eWeek: Which Vista Is the Right Vista?
Eventually, we’re going to see Vista come out. Yes, I know, even at this late date, Vista is still getting unexpected delays—it was set to go to manufacturing Oct. 25, but it’s not going to make it—but it is on its way.
My question, though, is: What version will actually work for you come that day?
With six different versions, the potential for buying the wrong version for the job has just gone up. Buy too low and you don’t get the functionality you need. Or, buy too high, and you get some office “functionality,” like the Game Performance Tweaker that you really don’t need.
Let’s me start though by looking at what’s not in Vista. No, I’m not talking over long-lost Vista features like the WinFS or the Next-Generation Secure Computing Base. I’m talking about XP features that aren’t in Vista.
Some of them are minor. I mean, does anyone still use the gopher Internet protocol?
Some of the old features, however, are major departures. For example, Windows Messenger, the XP IM client, is history. There is a link to download Windows Live Messenger, the IM client formerly known as MSN Messenger, but it’s not the same thing. NetMeeting, the VOIP (voice over IP), desktop sharing and videoconferencing client, is also going bye-bye. It’s being replaced by Windows Meeting Space. I know many businesses, and third-party applications, that are using Windows Messenger and NetMeeting together all the time for such purposes as IM discussions over a whiteboard or Web conferencing. I foresee a lot of grief for enterprises that have made these uses central to their business.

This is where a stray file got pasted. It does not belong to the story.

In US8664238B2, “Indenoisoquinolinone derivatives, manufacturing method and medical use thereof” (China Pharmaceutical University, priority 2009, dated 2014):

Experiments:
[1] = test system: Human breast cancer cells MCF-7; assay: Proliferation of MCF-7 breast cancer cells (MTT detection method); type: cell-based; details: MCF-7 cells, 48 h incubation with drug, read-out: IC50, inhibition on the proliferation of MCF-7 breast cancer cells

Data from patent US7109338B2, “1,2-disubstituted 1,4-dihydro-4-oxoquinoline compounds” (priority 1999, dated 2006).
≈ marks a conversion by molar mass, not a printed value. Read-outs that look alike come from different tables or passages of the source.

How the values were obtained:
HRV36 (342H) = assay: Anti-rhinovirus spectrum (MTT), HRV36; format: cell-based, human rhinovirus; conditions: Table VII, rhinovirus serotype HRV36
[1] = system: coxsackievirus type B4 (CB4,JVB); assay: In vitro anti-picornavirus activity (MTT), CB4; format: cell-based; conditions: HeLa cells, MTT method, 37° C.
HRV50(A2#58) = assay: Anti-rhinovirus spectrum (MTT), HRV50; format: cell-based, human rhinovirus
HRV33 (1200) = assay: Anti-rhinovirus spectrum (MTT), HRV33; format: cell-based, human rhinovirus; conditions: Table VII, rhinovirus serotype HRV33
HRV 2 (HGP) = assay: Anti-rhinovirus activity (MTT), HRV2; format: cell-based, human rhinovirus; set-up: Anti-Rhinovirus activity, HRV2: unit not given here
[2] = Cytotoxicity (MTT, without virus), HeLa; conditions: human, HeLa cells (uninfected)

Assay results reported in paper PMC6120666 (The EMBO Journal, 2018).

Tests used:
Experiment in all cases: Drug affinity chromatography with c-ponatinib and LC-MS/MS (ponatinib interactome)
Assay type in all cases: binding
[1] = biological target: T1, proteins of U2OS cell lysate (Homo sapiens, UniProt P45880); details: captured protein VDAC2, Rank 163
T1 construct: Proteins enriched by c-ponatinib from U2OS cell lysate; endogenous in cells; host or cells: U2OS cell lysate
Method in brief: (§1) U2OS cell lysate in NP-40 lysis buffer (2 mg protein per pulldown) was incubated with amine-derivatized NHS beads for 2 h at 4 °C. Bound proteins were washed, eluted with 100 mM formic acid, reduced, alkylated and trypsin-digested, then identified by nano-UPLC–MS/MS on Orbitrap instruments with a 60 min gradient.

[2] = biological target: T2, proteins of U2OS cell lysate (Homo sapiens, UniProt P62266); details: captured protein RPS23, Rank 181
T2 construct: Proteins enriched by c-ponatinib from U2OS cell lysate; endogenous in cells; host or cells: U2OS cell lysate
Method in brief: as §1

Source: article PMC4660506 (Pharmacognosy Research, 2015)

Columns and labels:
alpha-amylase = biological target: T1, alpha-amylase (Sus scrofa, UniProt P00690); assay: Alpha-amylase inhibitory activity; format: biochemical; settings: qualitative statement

I can also see great pain ahead for anyone who’s foolish enough to buy Windows Vista Starter.
In theory, you won’t be able to buy it in the United States. In practice, I know there will be gray-market copies of it for sale in the States at unbelievable prices. I can think of nothing of any value in Starter for any user. You would be better off running Windows 98. I’m not joking. I could go on and on about this ridiculous bottom-feeder version of Vista, but I can sum it up with two of its “features.” It can only access 256MBs of RAM, and you can only run three applications on it at a time. This isn’t a 21st-century operating system. It’s a bad joke even as a 20th-century one. Windows Vista Home Basic is better. It’s not completely crippled the way Starter is. At the same time, it’s not much of a home operating system, and it’s a flop for businesses.
For instance, what is Vista’s one feature that has people talking? The answer: Vista’s eye-candy, the Aero Glass interface and all of its translucent, 3D prettiness.
Guess what, it’s not in Starter and it’s not in Basic either. You also won’t find such home favorites as DVD Video Authoring.